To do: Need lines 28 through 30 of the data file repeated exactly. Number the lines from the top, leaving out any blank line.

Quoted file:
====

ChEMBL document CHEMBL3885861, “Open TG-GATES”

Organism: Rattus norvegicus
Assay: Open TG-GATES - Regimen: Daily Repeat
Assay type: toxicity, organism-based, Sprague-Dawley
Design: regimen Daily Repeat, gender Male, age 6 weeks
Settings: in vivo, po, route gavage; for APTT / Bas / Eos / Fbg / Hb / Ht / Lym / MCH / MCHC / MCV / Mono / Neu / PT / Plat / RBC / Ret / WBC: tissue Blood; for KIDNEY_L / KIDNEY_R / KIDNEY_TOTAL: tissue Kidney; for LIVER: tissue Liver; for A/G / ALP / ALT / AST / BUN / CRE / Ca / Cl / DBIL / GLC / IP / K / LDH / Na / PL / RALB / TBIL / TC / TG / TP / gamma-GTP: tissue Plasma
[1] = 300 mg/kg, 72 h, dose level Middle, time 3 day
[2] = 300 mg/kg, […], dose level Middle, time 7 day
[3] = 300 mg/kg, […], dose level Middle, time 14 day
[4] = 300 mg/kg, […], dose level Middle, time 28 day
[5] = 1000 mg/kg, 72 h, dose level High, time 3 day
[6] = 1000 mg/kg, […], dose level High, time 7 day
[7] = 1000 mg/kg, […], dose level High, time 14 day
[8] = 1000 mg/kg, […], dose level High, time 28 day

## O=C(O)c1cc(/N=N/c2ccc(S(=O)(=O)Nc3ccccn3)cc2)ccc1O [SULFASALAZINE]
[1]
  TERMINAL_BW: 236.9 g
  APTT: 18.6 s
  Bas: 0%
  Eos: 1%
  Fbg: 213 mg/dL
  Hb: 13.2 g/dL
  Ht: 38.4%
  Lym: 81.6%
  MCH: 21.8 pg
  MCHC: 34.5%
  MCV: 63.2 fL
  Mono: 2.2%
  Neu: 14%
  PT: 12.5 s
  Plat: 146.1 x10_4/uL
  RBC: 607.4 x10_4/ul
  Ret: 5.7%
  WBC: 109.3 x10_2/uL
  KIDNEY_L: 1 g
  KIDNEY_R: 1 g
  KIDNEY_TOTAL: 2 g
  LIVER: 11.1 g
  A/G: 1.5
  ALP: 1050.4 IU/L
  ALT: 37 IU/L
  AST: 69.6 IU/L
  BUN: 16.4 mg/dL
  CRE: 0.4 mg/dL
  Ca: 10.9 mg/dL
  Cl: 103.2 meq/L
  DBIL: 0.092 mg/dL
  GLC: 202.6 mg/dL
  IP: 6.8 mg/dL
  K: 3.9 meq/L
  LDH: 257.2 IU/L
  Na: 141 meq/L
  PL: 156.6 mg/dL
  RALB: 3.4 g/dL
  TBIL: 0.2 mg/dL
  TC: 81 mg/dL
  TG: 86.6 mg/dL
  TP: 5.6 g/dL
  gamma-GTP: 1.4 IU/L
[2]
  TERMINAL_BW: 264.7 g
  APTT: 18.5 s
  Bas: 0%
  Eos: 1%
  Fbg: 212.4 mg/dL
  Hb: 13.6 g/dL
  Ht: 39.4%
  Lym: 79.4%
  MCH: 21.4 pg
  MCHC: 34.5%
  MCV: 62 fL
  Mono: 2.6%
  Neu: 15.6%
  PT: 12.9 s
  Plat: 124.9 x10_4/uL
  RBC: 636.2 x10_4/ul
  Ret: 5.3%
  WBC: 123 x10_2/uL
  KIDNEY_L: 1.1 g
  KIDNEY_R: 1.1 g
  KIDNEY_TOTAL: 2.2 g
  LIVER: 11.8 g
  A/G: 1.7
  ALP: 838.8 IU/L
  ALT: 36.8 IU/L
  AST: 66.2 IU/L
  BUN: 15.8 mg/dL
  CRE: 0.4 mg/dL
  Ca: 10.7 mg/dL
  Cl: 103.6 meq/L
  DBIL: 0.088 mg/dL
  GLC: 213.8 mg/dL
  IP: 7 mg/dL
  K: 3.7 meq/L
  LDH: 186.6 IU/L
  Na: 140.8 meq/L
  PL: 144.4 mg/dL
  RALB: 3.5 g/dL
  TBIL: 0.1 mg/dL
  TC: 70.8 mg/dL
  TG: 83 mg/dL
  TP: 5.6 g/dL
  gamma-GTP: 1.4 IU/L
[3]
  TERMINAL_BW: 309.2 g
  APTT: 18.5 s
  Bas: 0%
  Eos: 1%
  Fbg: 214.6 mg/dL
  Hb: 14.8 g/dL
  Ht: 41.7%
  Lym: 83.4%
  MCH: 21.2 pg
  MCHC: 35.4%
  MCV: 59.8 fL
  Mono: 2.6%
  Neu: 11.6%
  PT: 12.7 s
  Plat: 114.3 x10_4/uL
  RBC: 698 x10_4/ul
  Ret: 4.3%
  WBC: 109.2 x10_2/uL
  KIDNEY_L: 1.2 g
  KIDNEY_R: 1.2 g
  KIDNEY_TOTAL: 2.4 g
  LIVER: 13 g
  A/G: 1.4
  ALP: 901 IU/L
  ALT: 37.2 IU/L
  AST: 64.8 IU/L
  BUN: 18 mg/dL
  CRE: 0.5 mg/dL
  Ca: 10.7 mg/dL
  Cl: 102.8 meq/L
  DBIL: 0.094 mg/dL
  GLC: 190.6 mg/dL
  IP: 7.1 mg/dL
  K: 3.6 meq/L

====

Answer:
  Mono: 2.2%
  Neu: 14%
  PT: 12.5 s